Monday, July 21, 2014

Chinese Chive Dumplings

I'm a dumpling fiend. If I had to pick a single food that I'm most obsessed with, it would have to be dumplings. I could eat them day and night, in any form, from any region in the world, from Asia to Europe and beyond. I've shared quite a few varieties of dumpling recipes here in the past, including the likes of pierogi, manti, and har gow. I've also shared lots of unusual dumpling creations such as Buffalo chicken dumplings, General Tso's chicken dumplings, and sweet potato and pork dumplings.

One of my favorite dumplings to get when I go to dim sum is pan-fried Chinese chive dumplings. They are made with the traditional translucent white dough used in the majority of steamed dumplings at dim sum establishments, but it is actually pan-fried, which really sets it apart from the others.

Chinese chives aka garlic chives

The filling is a combination of Chinese chives (aka garlic chives) and fresh shrimp, and in the case of the version I made from Asian Dumplings by Andrea Nguyen, there's also the option of adding some finely chopped dried shrimp, which adds a deeper shrimp flavor.

Dried shrimp

Since I have some dried shrimp in my freezer, I included this optional element and really enjoyed the intensity of the shrimp flavor, but a friend who also enjoyed the dumplings thought it was a bit too strong for her. Use your judgement, and since it's a specialty ingredient you would need to stake out in an Asian market, don't feel so bad if you skip it, but I personally love its inclusion!

This particular dough, made predominantly with wheat starch is incredibly easy to work with but very finicky when it comes to cooking. It's much easier to flatten and shape than traditional flour-based dumpling wrappers but dumplings made with wheat starch dough must be cooked before refrigerating or freezing, so plan on steaming all the dumplings you make even if you aren't going to enjoy them right away.

I consulted a couple different dumpling/dim sum cookbooks and a lot of websites to see if any share ways to freeze Chinese chive dumplings. Typical wheat starch encased dumplings can be steamed and then frozen to be re-steamed later, but for some reason all the recipes for Chinese chive dumplings stated that they don't freeze well. I was skeptical and decided to try it anyway.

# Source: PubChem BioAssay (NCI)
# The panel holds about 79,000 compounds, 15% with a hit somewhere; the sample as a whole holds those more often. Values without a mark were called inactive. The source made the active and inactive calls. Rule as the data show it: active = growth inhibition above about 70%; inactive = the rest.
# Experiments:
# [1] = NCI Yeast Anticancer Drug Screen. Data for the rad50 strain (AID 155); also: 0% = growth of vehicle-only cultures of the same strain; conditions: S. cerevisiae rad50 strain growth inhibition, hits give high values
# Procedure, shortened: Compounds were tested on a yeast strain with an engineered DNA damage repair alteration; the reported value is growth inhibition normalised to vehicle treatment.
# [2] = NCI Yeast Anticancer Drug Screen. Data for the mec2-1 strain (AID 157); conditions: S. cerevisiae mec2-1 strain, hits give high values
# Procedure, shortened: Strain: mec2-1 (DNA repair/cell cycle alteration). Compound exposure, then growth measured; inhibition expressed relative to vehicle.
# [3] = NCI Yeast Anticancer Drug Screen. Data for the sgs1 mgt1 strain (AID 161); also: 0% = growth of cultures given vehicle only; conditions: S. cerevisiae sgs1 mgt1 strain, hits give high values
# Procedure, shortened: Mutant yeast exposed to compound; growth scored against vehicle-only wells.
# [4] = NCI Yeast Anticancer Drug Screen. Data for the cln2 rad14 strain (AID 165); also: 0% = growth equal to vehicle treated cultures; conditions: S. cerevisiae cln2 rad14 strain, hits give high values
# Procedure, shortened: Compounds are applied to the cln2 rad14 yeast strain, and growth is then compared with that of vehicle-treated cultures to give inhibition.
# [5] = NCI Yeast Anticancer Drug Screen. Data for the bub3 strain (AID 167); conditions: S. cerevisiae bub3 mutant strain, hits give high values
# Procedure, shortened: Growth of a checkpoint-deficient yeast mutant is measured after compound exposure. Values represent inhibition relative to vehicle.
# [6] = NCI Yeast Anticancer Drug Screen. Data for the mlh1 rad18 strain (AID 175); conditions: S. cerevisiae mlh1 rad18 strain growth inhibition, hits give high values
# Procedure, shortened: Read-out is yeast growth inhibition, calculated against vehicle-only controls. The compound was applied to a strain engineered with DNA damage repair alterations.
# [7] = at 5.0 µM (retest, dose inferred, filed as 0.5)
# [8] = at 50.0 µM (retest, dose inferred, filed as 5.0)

Some Chinese chive dumplings recipes have you pan-fry the dumplings exactly as you would with traditional pan-fried dumplings or potstickers, where you place the raw dumplings in a hot pan coated with oil, fry until crisp, then add a bit of water and cover to steam through, and then in this case flip the dumplings over to slightly crisp on the other side. Nguyen's recipe has you steam the dumplings in a steamer and then pan-fry them on each side. I figured if you are fully steaming the dumplings and then pan-frying in a separate step, why not freeze some of the dumplings after the steaming step to see what happens?

I made some of the dumplings exactly the way the recipe stated (pan-frying after steaming) and then froze the remaining dumplings after steaming. Then a few days later, I gently thawed some of the frozen Chinese chive dumplings at room temperature for about 30 minutes (make sure they are covered if thawing in the fridge since it will take longer and they can start to dry out) then re-steamed them in my bamboo steamer basket to refresh them to their earlier state. Once they were glossy and translucent like their predecessors, I pan-fried them, yielding identical copies of the first batch I didn't freeze.

They were identical in looks, but did anything get lost in the flavor or texture? Nope. The previously frozen dumplings had the same chewy and crispy wrapper with the intensely shrimp-and-chive laced filling as its non-frozen cousins. And since these dumplings are some of my favorites (and really easy to make once you get the hang of shaping them), I can see myself making double batches and freezing them for future cravings.